The St Bartholomew Day’s Massacre (1572)

I am not a Christian and do not subscribe to the Catholic Vs Protestant dichotomy. Although I respect the beliefs of others (whether theist, atheist or non-theist), my personal idea is that science had the potential to solve all of humanity’s problems. Whilst agreeing with the principle of religious freedom as a private matter of conscience, I do not, in any way, support religiously inspired violence, be it emotional, psychological or physical in nature. Any person can be good, bad or neutral, and a good person does not have to hold any religious convictions to be ‘good’, just as many holding religious views are known (through their opinions and behaviour) to be thoroughly evil. It would be both remiss (and dishonest) of me if I did not make it clear that some people are very good precisely because they do hold religious opinions and moderate their behaviour through a definite moral code. A local NHS GP Surgery in South London, for instance, is administered by a multicultural team of (Protestant) ‘Christian’ doctors who treat anyone without question (regardless of background), and have refused to make many of the ‘cuts’ in services and treatments enacted by the Tories and LibDems in their attempt to ‘privatise’ the NHS and sell it off into the US-controlled private sector. These doctors still treat their patients with respect and are holding-out against this destructive capitalism due to their Christian faith – and I respect them for that (as they treated me and my family). This post, however, is about the 1572 ‘St Bartholomew Day Massacre’ in Paris (France) which saw between 5000 and 30,000 (Protestant) Huguenots – men, women and children of all ages – brutally murdered by a Catholic mob. These poor people were rounded-up from their homes, stripped naked, beaten, raped, tortured, dismembered, beheaded, burnt, drowned and trampled underfoot! The killing was carried-out by hand, was well-planned and generally supported by the ordinary French population, the French Authorities, European royalty and the Vatican. This chilling episode in French history reads like a Nazi Germany atrocity carried-out in the USSR during WWII, such was its graphic and hate filled nature. About a year ago, my family visited the Society for Co-operation in Russian and Soviet Studies (SCRSS) in Brixton (South London), and whilst there, I acquired a copy of the wonderful Soviet-era book entitled ‘Ambient Conflicts’ by Yefim Chernyak. Indeed, the following quote about this appalling incident is an extract from this very book:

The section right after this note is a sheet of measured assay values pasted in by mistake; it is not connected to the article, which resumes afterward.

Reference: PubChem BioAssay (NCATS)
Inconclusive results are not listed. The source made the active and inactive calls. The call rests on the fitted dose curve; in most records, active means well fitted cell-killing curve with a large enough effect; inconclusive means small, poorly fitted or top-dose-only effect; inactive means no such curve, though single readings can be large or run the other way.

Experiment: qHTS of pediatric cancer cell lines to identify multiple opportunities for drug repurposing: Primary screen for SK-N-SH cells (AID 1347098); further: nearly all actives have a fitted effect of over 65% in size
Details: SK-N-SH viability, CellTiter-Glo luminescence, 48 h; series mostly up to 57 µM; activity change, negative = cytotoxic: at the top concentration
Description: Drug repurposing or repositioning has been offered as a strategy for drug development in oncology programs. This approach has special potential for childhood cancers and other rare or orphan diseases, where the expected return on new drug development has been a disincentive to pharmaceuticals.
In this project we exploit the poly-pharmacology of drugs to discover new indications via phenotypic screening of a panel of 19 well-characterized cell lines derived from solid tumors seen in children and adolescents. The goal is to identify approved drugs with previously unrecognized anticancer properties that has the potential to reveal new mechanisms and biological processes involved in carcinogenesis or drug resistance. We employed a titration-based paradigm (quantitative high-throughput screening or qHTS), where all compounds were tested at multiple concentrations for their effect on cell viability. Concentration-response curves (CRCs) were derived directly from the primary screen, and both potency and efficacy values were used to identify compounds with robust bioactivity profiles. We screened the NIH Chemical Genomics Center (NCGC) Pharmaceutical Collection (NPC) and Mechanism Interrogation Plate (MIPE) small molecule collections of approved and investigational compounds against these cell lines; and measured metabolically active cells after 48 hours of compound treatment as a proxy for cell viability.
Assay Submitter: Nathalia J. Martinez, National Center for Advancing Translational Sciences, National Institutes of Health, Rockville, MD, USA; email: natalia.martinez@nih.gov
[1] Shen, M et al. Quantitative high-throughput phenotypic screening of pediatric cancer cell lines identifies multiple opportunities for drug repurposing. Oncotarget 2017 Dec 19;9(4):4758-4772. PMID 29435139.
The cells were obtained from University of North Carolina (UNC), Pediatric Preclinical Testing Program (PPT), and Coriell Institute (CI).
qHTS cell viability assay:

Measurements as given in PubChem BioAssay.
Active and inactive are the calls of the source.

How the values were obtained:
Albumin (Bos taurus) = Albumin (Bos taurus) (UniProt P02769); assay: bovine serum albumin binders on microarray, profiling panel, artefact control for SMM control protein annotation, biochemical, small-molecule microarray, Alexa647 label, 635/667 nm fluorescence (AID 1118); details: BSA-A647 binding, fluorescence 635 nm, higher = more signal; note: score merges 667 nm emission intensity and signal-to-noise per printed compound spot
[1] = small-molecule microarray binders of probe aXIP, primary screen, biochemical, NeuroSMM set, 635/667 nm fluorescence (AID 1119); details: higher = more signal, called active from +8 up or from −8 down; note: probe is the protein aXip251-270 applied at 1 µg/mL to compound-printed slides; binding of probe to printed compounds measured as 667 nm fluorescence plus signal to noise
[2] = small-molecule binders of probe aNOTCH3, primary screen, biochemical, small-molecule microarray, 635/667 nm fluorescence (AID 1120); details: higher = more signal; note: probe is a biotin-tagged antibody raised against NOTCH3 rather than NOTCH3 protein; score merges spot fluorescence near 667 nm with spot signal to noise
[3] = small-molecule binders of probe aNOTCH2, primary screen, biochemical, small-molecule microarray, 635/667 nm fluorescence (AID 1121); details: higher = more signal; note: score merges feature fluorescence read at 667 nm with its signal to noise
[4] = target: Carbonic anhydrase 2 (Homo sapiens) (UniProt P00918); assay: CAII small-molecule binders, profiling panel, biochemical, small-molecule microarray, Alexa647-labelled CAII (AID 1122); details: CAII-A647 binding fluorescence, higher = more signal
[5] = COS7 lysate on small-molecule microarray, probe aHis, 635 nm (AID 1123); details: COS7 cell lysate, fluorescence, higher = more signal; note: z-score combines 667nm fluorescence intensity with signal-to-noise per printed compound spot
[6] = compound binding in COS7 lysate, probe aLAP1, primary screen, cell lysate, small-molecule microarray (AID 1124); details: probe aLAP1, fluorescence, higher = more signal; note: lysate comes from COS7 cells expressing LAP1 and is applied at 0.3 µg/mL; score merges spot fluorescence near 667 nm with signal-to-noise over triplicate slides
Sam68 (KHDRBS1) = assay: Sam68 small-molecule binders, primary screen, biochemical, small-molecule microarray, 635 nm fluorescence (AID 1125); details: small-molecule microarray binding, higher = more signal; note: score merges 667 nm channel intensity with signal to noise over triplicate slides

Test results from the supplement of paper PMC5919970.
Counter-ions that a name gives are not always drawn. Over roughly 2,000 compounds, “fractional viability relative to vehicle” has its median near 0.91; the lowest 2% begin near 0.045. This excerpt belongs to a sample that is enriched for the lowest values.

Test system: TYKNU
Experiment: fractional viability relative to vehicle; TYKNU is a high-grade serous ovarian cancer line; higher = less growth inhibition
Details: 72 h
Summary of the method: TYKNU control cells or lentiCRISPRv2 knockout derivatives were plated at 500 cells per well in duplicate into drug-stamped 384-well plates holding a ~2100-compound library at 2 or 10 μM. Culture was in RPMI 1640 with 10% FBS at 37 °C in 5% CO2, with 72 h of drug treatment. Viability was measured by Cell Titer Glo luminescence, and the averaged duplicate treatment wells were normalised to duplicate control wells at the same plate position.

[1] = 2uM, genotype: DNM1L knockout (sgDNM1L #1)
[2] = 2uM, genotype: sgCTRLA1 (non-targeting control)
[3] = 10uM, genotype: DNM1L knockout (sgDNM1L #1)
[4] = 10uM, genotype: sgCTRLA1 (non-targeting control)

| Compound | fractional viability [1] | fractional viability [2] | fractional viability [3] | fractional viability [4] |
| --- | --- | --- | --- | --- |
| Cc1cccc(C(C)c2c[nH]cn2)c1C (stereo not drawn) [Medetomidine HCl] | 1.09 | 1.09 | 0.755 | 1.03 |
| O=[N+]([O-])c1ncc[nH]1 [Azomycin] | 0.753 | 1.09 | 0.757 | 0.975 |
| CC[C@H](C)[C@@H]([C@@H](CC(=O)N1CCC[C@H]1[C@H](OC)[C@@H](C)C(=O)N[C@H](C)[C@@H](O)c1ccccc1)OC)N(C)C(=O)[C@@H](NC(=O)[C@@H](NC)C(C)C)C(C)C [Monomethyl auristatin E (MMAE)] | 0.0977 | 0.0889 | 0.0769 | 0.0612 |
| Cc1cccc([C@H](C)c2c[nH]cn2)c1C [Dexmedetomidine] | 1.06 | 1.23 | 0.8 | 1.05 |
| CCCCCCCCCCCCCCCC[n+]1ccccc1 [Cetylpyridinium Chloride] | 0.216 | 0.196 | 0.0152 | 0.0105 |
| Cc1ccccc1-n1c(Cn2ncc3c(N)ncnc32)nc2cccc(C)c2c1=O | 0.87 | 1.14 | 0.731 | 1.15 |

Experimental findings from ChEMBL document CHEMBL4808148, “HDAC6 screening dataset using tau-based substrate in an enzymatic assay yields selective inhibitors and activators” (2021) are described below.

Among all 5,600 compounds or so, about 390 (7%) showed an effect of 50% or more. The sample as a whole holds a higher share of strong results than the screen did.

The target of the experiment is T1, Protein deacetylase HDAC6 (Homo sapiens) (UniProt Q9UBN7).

‘During the night of August 23/24, 1572 on the eve of St Bartholomew’s Day, Catholics engaged in a mass slaughter of thousands of Huguenots in Paris – men and women, old men and infants. Catherine de Medicis is to have said that it was kind to be cruel to the Huguenots and cruel to be kind. The Spanish ambassador reported elatedly to Philip II: “As I write, they are killing them all, they are stripping them naked, dragging them through the streets, plundering the houses, and sparing not even children. Blessed be God who has converted the French princes to His cause! May He inspire their hearts to continue as they have begun.” And Pope Gregory XIII exclaimed that the massacre pleased him more than fifty victories at Lepanto. That night of carnage staggered the imagination of contemporaries and descendants.’ 

Ambient Conflicts – Chapters from the History of Relations between Countries with Different Social Systems – by Yefim Chernyak, Progress, (1987), Pages 122-123 

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